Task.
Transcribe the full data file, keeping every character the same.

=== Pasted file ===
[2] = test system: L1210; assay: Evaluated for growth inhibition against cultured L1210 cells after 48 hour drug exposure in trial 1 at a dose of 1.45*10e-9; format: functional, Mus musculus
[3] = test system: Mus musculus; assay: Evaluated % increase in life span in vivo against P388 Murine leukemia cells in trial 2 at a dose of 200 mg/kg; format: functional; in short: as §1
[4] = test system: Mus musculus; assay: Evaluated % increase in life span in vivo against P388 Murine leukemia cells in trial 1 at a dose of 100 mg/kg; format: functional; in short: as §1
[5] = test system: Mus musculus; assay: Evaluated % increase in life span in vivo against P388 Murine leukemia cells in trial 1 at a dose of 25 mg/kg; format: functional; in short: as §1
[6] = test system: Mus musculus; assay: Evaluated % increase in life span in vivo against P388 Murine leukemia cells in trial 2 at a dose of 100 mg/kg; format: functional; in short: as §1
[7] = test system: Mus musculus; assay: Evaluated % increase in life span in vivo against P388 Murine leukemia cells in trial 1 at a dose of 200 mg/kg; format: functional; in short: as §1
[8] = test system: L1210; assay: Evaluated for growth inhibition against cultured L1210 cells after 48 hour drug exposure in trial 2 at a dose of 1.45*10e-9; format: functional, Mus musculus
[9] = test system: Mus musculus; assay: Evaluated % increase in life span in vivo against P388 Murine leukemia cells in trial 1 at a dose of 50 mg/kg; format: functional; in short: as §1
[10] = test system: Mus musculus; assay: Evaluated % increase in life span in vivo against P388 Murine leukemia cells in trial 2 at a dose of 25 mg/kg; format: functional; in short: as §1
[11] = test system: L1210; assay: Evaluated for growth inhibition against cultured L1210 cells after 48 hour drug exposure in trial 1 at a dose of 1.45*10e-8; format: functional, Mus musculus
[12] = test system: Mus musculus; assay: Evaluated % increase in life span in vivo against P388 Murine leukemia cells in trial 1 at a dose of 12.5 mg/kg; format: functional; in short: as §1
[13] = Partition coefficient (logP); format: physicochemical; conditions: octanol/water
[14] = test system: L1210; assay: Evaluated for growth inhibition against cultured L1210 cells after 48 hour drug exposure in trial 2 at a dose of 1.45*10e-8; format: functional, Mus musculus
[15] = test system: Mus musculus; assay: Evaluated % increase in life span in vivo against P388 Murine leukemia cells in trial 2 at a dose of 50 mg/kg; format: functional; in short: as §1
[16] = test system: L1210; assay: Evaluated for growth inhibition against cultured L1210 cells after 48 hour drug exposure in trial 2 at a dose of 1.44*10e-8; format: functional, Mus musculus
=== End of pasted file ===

[2] = test system: L1210; assay: Evaluated for growth inhibition against cultured L1210 cells after 48 hour drug exposure in trial 1 at a dose of 1.45*10e-9; format: functional, Mus musculus
[3] = test system: Mus musculus; assay: Evaluated % increase in life span in vivo against P388 Murine leukemia cells in trial 2 at a dose of 200 mg/kg; format: functional; in short: as §1
[4] = test system: Mus musculus; assay: Evaluated % increase in life span in vivo against P388 Murine leukemia cells in trial 1 at a dose of 100 mg/kg; format: functional; in short: as §1
[5] = test system: Mus musculus; assay: Evaluated % increase in life span in vivo against P388 Murine leukemia cells in trial 1 at a dose of 25 mg/kg; format: functional; in short: as §1
[6] = test system: Mus musculus; assay: Evaluated % increase in life span in vivo against P388 Murine leukemia cells in trial 2 at a dose of 100 mg/kg; format: functional; in short: as §1
[7] = test system: Mus musculus; assay: Evaluated % increase in life span in vivo against P388 Murine leukemia cells in trial 1 at a dose of 200 mg/kg; format: functional; in short: as §1
[8] = test system: L1210; assay: Evaluated for growth inhibition against cultured L1210 cells after 48 hour drug exposure in trial 2 at a dose of 1.45*10e-9; format: functional, Mus musculus
[9] = test system: Mus musculus; assay: Evaluated % increase in life span in vivo against P388 Murine leukemia cells in trial 1 at a dose of 50 mg/kg; format: functional; in short: as §1
[10] = test system: Mus musculus; assay: Evaluated % increase in life span in vivo against P388 Murine leukemia cells in trial 2 at a dose of 25 mg/kg; format: functional; in short: as §1
[11] = test system: L1210; assay: Evaluated for growth inhibition against cultured L1210 cells after 48 hour drug exposure in trial 1 at a dose of 1.45*10e-8; format: functional, Mus musculus
[12] = test system: Mus musculus; assay: Evaluated % increase in life span in vivo against P388 Murine leukemia cells in trial 1 at a dose of 12.5 mg/kg; format: functional; in short: as §1
[13] = Partition coefficient (logP); format: physicochemical; conditions: octanol/water
[14] = test system: L1210; assay: Evaluated for growth inhibition against cultured L1210 cells after 48 hour drug exposure in trial 2 at a dose of 1.45*10e-8; format: functional, Mus musculus
[15] = test system: Mus musculus; assay: Evaluated % increase in life span in vivo against P388 Murine leukemia cells in trial 2 at a dose of 50 mg/kg; format: functional; in short: as §1
[16] = test system: L1210; assay: Evaluated for growth inhibition against cultured L1210 cells after 48 hour drug exposure in trial 2 at a dose of 1.44*10e-8; format: functional, Mus musculus